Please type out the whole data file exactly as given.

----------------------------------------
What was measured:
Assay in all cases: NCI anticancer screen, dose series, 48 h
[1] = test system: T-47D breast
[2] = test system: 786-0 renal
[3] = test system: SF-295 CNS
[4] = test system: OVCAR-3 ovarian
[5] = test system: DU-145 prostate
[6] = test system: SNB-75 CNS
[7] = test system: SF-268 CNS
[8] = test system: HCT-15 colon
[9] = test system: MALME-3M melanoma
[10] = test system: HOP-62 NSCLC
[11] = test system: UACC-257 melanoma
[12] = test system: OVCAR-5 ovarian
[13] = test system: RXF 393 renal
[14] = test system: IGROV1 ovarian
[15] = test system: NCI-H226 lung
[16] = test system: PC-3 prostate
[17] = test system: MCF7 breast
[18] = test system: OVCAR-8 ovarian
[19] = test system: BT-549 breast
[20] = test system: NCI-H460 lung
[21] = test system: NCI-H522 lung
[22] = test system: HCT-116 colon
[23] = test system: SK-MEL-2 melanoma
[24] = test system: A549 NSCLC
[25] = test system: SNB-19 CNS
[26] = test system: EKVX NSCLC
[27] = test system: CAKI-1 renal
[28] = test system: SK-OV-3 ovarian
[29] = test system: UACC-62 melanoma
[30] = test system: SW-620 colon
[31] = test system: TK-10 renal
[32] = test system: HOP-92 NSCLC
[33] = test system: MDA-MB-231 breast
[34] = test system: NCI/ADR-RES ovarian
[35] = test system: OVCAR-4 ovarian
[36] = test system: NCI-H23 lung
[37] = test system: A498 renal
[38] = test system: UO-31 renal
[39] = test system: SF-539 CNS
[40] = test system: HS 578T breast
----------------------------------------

What was measured:
Assay in all cases: NCI anticancer screen, dose series, 48 h
[1] = test system: T-47D breast
[2] = test system: 786-0 renal
[3] = test system: SF-295 CNS
[4] = test system: OVCAR-3 ovarian
[5] = test system: DU-145 prostate
[6] = test system: SNB-75 CNS
[7] = test system: SF-268 CNS
[8] = test system: HCT-15 colon
[9] = test system: MALME-3M melanoma
[10] = test system: HOP-62 NSCLC
[11] = test system: UACC-257 melanoma
[12] = test system: OVCAR-5 ovarian
[13] = test system: RXF 393 renal
[14] = test system: IGROV1 ovarian
[15] = test system: NCI-H226 lung
[16] = test system: PC-3 prostate
[17] = test system: MCF7 breast
[18] = test system: OVCAR-8 ovarian
[19] = test system: BT-549 breast
[20] = test system: NCI-H460 lung
[21] = test system: NCI-H522 lung
[22] = test system: HCT-116 colon
[23] = test system: SK-MEL-2 melanoma
[24] = test system: A549 NSCLC
[25] = test system: SNB-19 CNS
[26] = test system: EKVX NSCLC
[27] = test system: CAKI-1 renal
[28] = test system: SK-OV-3 ovarian
[29] = test system: UACC-62 melanoma
[30] = test system: SW-620 colon
[31] = test system: TK-10 renal
[32] = test system: HOP-92 NSCLC
[33] = test system: MDA-MB-231 breast
[34] = test system: NCI/ADR-RES ovarian
[35] = test system: OVCAR-4 ovarian
[36] = test system: NCI-H23 lung
[37] = test system: A498 renal
[38] = test system: UO-31 renal
[39] = test system: SF-539 CNS
[40] = test system: HS 578T breast